In fact, Arang constantly needs a new outfit because they are either destroyed by fights or destroyed by blood (usually hers) or taken away from her by the Gods (when she goes to see Jade Emperor in heaven, she is stripped and 'reborn', emerging from a lake, completely naked). All in all, she "dies" three times after being reborn, and each time, a set of clothing gets ruined. The often bloodied clothes of Arang are a reminder of her un-humanness and of the violence that always surrounds her. 
The Dress she is killed in the first time she is reborn
The Dress she falls off the cliff in

The Dress she gets her neck slashed in
The Dress she gets stabbed by Evil Mom in
Her body cannot be destroyed, but the outer human shell, the clothes, can. Therefore, giving her new clothes to appreciate her humanness becomes such an important trope. The way to this woman's heart is through food (particularly peaches) and clothes, which both signify life to her, things she couldn't have when she was a ghost. 
Arang, like Eun-oh, wears pastel colors, mostly in blue, pink, and violet hues (with just one skirt in orange). There also is a lot of white on her. Her colors never clash with Eun-oh, except when she wears the orange. In fact, they often are "color-coordinated" - and the closer they get, the more their dresses also harmonize.


Initially, we get to know Eun-oh in a light and dark blue Hanbok, which he is wearing for the first four episodes. It's a beautiful blue-on-blue combination, but I did start to wonder why this nobleman didn't have any other clothes ... It is the set of clothes that are the most flashy and bright, and I think he is wearing them until he starts changing as a person with no heart to a person with a lot of heart.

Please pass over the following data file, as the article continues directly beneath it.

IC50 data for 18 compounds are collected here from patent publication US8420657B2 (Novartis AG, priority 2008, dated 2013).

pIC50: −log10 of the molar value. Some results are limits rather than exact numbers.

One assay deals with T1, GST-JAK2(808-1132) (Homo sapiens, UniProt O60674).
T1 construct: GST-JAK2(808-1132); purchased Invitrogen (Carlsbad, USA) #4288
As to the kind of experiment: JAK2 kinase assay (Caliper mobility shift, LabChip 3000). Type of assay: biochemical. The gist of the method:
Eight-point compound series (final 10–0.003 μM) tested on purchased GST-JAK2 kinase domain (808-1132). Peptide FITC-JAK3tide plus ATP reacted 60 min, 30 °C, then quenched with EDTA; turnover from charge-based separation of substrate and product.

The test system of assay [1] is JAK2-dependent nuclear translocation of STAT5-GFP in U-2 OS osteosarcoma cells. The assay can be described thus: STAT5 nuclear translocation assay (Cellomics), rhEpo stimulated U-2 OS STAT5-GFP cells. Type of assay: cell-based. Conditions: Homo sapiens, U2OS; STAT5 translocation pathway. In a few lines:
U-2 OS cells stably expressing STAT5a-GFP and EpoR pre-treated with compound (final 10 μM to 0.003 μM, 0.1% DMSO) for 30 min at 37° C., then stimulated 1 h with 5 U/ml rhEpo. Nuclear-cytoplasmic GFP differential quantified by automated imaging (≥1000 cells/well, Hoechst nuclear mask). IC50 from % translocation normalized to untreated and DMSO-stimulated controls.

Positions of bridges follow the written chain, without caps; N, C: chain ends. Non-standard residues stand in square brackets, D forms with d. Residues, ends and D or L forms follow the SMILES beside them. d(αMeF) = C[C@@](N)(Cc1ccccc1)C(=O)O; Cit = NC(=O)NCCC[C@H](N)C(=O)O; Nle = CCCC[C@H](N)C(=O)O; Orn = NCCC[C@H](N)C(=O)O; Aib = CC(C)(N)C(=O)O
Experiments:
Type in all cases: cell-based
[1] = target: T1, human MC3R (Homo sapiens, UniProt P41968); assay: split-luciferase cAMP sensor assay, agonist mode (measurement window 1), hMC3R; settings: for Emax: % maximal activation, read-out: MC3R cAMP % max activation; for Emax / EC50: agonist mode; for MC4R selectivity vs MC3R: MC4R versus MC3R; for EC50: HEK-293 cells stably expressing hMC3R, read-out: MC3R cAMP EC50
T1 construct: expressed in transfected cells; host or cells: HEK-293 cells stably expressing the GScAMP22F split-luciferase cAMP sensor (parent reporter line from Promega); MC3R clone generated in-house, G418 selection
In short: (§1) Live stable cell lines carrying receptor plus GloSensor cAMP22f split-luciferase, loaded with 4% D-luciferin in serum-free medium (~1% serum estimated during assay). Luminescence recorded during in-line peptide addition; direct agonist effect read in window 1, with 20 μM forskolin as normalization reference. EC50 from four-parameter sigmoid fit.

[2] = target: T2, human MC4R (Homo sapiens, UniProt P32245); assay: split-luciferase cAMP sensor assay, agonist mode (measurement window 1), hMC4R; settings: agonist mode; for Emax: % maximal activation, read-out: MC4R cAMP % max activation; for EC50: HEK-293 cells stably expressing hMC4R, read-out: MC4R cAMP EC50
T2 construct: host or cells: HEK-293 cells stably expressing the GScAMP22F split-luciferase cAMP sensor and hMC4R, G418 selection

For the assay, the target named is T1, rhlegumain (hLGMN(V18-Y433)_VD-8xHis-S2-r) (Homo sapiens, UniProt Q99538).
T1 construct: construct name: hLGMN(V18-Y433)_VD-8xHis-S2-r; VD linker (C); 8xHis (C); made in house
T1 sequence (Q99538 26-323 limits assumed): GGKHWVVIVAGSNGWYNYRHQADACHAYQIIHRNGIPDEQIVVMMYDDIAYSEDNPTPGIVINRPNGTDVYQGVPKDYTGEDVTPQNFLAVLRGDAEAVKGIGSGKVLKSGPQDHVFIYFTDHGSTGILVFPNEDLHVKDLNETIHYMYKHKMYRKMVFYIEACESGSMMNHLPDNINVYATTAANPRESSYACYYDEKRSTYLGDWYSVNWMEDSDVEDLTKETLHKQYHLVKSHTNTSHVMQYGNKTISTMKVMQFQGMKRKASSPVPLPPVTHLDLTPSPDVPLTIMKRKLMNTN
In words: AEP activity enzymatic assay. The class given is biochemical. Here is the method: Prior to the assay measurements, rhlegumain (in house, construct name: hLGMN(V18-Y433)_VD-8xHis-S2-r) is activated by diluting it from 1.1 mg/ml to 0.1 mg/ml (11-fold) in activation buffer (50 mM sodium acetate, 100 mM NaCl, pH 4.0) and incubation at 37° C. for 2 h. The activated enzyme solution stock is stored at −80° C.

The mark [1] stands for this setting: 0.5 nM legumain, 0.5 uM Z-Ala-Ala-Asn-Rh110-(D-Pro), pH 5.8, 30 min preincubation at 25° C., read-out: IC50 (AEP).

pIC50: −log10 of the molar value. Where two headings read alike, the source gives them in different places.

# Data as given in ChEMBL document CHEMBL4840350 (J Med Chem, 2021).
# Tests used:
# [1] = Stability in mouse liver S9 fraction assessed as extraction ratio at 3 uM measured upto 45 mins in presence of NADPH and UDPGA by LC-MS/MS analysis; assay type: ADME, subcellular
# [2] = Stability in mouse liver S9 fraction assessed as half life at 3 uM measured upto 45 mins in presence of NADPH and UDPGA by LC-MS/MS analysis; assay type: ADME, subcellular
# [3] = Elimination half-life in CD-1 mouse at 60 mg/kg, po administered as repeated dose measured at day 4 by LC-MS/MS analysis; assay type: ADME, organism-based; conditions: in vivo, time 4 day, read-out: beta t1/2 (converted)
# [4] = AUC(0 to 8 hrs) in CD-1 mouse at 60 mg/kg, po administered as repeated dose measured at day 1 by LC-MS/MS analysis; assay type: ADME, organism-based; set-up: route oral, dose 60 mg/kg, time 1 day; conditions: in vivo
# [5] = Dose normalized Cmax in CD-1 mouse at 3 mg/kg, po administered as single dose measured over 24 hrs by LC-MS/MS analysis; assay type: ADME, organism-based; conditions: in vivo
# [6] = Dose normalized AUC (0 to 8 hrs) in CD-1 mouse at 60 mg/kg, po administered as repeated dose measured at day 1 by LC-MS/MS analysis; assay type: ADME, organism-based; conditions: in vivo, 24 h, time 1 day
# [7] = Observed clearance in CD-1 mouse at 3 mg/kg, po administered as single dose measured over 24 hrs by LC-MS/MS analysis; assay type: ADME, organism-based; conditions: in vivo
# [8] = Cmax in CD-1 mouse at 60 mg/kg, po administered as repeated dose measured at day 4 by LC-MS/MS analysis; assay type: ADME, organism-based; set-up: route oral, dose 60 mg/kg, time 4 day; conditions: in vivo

The more he gets entangled in the story, the softer the colors get for him. His arrogant and rough demeanor doesn't change the fact that he is hiding a very kind and vulnerable personality, which is expressed in the soft, harmonious colors he gets to wear (when not in his Magistrate's uniform, which he first wears with reluctance, and then with more and more ease).
He is mainly wearing variations of blue and variations of violet, and often close variations on top of each other (mauve and violet, apricot and French rose, light blue and dark blue, etc.).
In Korea, blue symbolizes integrity. It is associated with the moon and is passive, yielding and receptive. It also represents death. The opposite, red, represents the passionate energy of life - the magistrate's uniform and his favorite blue color Hanboks are clearly opposites of each other. While he is dead to the world in the beginning (blue), he becomes more and more alive and engaged with the world (red).
The longer the show progresses, the more he (and the other two) wear purple, which stands for spiritual awareness and physical and mental healing. All of them indeed become more and more aware of the stakes in the game. Arang and Eun-oh also accept their fate - which is a type of healing.
He also is the character we see most often in white (apart from Jade Emperor, of course!). In Korea, white is worn for weddings, new years celebrations and funerals - to celebrate the journey to the afterlife. While the color white symbolizes purity, innocence, peace, it therefore also has a lot to do with death (and mourning). The first time he dons a white dress is when he holds a funeral for Arang's former self, Lee Seo-rim.
Thereafter, we often see him in his white undergarments. These scenes are the ones where he is the most vulnerable, because he is stripped bare of his protective layers, and the signs of his nobility. And death is always present - for both of them live on borrowed time.


In stark contrast to Eun-oh, Joo-wal’s hanbok are of vibrant, strong colors. He’s the young master from a respectable family and this is how yangban show off their status. He almost only wears complementary (clashing) colors: green and orange, purple and yellow, mint and pink, etc. Outward, this is the image of a confident, flashy, and arrogant person. However, the loud and 'clashing' colors can also be seen as a symbol for a torn personality with no inner harmony.
Even when he also wears purple in episode 17, there still is no harmony. His healing isn't happening. Or rather, his healing (or his memories that are coming back) are the source for his immense suffering.

Joo-wal is also the only one apart from Big Bad (and Hades and the Grim Reapers, of course!) that is wearing black in this show. It is obviously an assassins's color that makes him invisible at night - but it also signifies the darkness that is swallowing him up. Maybe he dresses the most colorful and the most brightly because he tries to somehow keep the black evilness that has such a strong hold on him at bay.